Without technology, the human body is a pretty proscribed instrument. We cannot write without a pen or pencil, nor eat hot soup without a bowl and, perhaps, a spoon.
And yet, only certain technologies are labeled “assistive technologies”: hearing aids, prostheses, wheelchairs. But surely our pens and pencils, bowls and spoons assist us as well. The human body is not very able all on its own.
My curiosity about how we think about these camps of “normal” and “assistive” technologies brought me to Sara Hendren, a leading thinker and writer on adaptive technologies and prosthetics. Her wonderful site, Abler, was recently syndicated by Gizmodo. I talked to her about why crutches don’t look cool, where the idea of “normal” comes from, and whether the 21st century might bring greater understanding of human diversity.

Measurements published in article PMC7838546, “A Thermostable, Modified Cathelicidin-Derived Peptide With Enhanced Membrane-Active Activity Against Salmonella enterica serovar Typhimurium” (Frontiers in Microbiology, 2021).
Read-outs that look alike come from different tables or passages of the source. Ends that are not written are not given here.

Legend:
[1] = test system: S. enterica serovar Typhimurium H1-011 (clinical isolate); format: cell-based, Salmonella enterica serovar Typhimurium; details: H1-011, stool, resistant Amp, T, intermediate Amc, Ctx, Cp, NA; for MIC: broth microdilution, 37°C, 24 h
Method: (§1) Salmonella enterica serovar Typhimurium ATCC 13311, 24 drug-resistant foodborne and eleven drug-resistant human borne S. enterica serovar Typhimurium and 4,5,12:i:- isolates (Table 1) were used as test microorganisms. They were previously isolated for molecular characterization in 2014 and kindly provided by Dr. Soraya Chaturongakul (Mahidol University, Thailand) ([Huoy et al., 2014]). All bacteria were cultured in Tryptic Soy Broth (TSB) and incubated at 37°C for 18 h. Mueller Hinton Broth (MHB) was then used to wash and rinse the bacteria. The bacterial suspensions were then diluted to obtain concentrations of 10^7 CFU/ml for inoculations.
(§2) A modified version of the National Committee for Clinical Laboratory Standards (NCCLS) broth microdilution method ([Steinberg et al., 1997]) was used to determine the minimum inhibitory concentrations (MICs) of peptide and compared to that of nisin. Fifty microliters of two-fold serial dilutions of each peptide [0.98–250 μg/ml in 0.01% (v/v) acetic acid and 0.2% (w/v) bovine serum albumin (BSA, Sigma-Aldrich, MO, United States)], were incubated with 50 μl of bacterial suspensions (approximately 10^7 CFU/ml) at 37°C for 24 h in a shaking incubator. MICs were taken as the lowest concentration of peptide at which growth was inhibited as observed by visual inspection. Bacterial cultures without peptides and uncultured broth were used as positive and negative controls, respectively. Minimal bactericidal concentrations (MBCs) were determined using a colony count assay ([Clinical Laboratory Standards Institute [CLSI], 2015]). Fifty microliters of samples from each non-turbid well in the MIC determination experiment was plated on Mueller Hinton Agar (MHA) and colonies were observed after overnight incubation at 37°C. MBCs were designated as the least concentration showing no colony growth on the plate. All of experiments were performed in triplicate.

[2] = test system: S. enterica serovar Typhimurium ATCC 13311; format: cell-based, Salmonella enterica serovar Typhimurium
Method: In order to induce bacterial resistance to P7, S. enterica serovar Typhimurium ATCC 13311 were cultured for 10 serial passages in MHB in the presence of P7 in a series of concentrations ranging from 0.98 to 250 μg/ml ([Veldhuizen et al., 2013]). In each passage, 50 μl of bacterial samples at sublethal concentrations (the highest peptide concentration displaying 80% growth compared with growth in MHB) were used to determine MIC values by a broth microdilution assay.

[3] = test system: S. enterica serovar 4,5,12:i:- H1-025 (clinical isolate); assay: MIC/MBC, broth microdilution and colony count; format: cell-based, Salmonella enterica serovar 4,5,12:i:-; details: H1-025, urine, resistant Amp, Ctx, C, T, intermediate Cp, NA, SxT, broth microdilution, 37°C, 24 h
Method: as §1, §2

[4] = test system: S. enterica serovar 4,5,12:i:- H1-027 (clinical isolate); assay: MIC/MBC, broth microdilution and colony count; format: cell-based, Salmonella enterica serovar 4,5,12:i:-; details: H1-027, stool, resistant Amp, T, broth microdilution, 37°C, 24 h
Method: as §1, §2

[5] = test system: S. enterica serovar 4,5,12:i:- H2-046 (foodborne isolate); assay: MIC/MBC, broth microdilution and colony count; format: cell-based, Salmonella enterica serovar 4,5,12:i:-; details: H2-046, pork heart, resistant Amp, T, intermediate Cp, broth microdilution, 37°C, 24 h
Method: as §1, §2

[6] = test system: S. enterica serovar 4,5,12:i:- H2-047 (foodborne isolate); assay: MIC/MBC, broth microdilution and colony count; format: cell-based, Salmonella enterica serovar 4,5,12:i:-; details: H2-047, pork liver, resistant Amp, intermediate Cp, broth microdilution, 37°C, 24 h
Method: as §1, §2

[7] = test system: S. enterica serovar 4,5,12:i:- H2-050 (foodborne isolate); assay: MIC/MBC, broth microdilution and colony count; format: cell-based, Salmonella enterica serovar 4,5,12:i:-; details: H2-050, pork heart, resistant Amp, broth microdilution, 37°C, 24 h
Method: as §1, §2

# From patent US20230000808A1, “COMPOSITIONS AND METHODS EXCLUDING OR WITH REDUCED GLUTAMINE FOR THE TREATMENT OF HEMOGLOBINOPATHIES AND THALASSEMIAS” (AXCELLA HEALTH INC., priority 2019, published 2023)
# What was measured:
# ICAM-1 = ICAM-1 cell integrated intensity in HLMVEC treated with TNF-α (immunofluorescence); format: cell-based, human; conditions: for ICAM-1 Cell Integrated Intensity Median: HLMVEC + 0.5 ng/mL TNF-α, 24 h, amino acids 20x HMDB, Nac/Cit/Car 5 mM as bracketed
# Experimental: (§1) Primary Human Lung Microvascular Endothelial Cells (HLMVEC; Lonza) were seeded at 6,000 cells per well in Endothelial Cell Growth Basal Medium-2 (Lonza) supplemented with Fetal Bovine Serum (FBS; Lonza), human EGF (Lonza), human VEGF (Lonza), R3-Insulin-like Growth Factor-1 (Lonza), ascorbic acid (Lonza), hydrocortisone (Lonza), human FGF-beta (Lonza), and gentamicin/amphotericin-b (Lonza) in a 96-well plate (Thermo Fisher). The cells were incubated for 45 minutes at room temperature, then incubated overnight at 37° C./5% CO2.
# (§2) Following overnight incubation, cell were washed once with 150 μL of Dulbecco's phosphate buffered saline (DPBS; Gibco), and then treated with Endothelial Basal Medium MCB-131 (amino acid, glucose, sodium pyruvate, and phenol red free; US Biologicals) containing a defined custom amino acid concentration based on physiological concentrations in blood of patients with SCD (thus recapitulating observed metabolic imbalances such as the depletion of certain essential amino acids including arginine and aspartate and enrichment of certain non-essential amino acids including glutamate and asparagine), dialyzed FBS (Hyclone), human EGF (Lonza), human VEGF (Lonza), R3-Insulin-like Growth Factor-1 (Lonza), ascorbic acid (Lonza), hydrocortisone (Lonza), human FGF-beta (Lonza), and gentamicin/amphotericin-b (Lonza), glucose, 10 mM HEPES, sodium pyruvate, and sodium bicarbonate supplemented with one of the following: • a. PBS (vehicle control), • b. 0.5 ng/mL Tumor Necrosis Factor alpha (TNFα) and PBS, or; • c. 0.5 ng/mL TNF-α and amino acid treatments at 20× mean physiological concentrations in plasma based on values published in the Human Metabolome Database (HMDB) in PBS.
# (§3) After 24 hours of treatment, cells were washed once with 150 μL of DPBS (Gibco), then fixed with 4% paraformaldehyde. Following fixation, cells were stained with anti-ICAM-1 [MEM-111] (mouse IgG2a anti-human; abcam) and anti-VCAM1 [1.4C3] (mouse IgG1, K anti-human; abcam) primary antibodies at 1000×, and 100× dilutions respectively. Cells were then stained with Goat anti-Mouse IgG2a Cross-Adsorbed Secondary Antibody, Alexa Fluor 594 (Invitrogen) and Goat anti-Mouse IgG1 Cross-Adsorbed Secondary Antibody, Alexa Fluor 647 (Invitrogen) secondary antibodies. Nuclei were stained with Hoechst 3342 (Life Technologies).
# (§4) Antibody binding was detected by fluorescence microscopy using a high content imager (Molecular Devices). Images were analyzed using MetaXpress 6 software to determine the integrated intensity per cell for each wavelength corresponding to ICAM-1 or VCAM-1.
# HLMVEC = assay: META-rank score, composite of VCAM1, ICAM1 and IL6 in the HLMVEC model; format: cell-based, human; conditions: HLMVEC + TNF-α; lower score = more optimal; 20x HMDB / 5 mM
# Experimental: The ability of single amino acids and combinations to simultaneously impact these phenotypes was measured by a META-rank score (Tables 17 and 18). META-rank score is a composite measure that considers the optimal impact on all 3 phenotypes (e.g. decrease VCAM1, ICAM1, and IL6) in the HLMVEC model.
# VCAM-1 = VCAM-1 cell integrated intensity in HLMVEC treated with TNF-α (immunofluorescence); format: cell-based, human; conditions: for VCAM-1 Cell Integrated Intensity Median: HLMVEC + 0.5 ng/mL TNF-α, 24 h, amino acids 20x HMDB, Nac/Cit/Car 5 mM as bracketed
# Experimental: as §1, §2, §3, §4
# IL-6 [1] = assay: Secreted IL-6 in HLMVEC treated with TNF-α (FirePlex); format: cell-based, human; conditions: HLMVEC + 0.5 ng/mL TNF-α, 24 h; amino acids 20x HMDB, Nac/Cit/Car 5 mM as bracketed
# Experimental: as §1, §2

Artist & Illustrator:
"VICTIMS: Form from the Formless”
"War causes pain and distortion. World War One produced many wounded soldiers. Many documented photographs showed very alive soldiers with the worst wounds ever imagined. Their very face was distorted to the point of no possible recognition. These victims had a formless face.
Monotypes are a challenging medium to create representational form. Taking this handicap into consideration, I used it as an opportunity to create portraits of these wounded soldiers. The intent was to produce the most formless, abstract shapes to create something that had an implication of a “face”. There were originally thirty monotypes created. Only these few survived. ”
Prayer! (2013) - Syrian Artist SUHAIR SIBAI
ِA prayer against the oppressors الظالمين